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fields, spotted turtles sunning on a log and a beaver in Spring Pond, a blaze of cardinal flowers in bloom at Kettle Pond, the haze of beebalm in the field near the North Trail, and mushrooms of all descriptions. Each season has its own special surprises. Such sights that animate our walks at McLean make us appreciate even more the value of having this 4400-acre treasure and National Natural Landmark in our town. Due to its size and the diversity of its habitats, McLean serves as the hub of our local wild areas. The interconnecting network of town, state and land trust preserved open-space properties surrounding McLean are ecologically enhanced by its presence. The Simsbury Land Trust is fortunate to have abutting property with the Game Refuge. Although we do not have interconnecting trails with McLean from our land trust properties, I am happy to know that the wildlife that use these areas are unaware of these property boundaries and travel freely between our properties, making our hikes to other surrounding preserves just as surprising. +


An Invitation to Veterans of Foreign Wars By Tim Healy Special to Today Magazine

VFW Provides Camaraderie, Advocacy

FROM TIME TO TIME I’m asked why I thought it was a good idea to become a member of the Veterans of Foreign Wars (VFW). I’d wondered about that myself, too. Eventually, I saw that there were personal, social, spiritual and political reasons why membership makes good sense. Personally, I learned much about the Veterans Administration (which the VFW was instrumental in creating) that I did not know before. There was direct benefit to me in accessing care to which I was entitled, but of which I was unaware. Socially, I found myself in the company of men and women who had been in the military like me and knew what it was like. There’s something about being well-understood that’s deeply necessary. Likewise, being able to listen compassionately to other people gave me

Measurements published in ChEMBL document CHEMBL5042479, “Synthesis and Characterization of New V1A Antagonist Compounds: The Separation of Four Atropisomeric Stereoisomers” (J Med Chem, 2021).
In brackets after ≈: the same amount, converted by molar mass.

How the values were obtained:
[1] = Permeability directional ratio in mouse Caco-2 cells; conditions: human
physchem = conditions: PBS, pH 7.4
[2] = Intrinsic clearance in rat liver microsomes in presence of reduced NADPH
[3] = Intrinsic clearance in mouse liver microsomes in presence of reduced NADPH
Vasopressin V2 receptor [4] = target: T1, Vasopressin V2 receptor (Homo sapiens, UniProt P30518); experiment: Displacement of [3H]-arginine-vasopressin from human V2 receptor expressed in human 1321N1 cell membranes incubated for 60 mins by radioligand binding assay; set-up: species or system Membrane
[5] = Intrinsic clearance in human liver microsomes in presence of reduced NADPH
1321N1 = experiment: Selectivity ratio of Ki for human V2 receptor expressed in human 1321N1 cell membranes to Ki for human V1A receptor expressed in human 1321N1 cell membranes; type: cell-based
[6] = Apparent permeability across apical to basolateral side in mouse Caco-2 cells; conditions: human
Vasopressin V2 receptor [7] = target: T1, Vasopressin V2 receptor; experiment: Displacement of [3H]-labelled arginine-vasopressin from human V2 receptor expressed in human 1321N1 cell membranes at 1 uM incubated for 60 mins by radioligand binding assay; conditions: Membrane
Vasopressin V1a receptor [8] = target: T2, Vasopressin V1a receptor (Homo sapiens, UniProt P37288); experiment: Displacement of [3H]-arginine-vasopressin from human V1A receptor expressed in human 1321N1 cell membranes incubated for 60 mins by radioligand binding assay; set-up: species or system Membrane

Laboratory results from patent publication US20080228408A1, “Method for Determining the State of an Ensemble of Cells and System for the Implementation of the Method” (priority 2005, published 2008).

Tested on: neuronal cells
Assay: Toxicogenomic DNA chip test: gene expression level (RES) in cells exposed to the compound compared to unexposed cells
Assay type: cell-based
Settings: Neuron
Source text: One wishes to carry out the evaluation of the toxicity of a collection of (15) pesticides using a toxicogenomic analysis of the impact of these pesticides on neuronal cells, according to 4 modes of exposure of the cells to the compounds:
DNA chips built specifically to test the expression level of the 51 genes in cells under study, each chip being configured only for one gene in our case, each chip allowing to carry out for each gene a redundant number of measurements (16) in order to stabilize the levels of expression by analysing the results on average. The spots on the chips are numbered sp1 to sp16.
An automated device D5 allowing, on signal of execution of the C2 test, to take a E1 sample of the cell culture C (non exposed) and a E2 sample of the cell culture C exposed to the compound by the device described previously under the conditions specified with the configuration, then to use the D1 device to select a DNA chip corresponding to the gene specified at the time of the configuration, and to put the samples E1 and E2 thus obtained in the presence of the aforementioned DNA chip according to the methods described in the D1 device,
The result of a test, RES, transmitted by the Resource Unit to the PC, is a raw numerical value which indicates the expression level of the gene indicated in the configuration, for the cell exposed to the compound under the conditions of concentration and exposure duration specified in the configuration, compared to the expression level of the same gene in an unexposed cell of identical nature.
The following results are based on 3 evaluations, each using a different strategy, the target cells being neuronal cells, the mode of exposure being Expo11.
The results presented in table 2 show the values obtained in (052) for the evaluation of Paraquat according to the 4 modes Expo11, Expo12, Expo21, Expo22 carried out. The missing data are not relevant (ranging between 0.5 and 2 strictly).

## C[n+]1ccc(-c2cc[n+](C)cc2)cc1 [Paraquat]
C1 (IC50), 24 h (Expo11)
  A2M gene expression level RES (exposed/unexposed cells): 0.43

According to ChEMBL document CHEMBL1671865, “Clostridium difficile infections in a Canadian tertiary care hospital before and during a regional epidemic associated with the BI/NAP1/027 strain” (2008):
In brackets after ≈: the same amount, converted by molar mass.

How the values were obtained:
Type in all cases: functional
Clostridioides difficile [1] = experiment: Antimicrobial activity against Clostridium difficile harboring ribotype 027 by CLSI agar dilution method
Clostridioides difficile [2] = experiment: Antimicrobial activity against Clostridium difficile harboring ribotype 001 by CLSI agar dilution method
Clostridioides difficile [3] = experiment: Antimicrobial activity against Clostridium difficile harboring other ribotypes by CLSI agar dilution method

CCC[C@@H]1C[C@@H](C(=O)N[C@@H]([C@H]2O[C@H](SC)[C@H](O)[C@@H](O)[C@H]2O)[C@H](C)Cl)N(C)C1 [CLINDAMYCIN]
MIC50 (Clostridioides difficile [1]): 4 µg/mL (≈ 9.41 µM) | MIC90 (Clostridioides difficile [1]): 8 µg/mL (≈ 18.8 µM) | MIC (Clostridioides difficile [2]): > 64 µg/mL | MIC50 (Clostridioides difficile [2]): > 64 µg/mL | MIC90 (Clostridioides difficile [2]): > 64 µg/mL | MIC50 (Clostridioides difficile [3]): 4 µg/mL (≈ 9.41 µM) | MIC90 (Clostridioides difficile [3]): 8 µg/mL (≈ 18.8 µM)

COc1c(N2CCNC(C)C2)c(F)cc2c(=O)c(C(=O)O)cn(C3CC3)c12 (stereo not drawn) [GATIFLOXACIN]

a sense of being constructively involved in the human story. We add a unique perspective to the sense of patriotism and service to our communities that is essential to our country’s continued independence and liberty. Spiritually, I found trust, hope and fellowship among my comrades. Being connected to others like me didn’t provide the whole meaning of life, but it certainly outlined what a good portion of it was about. Politically, I realized that if any group was going to look out for the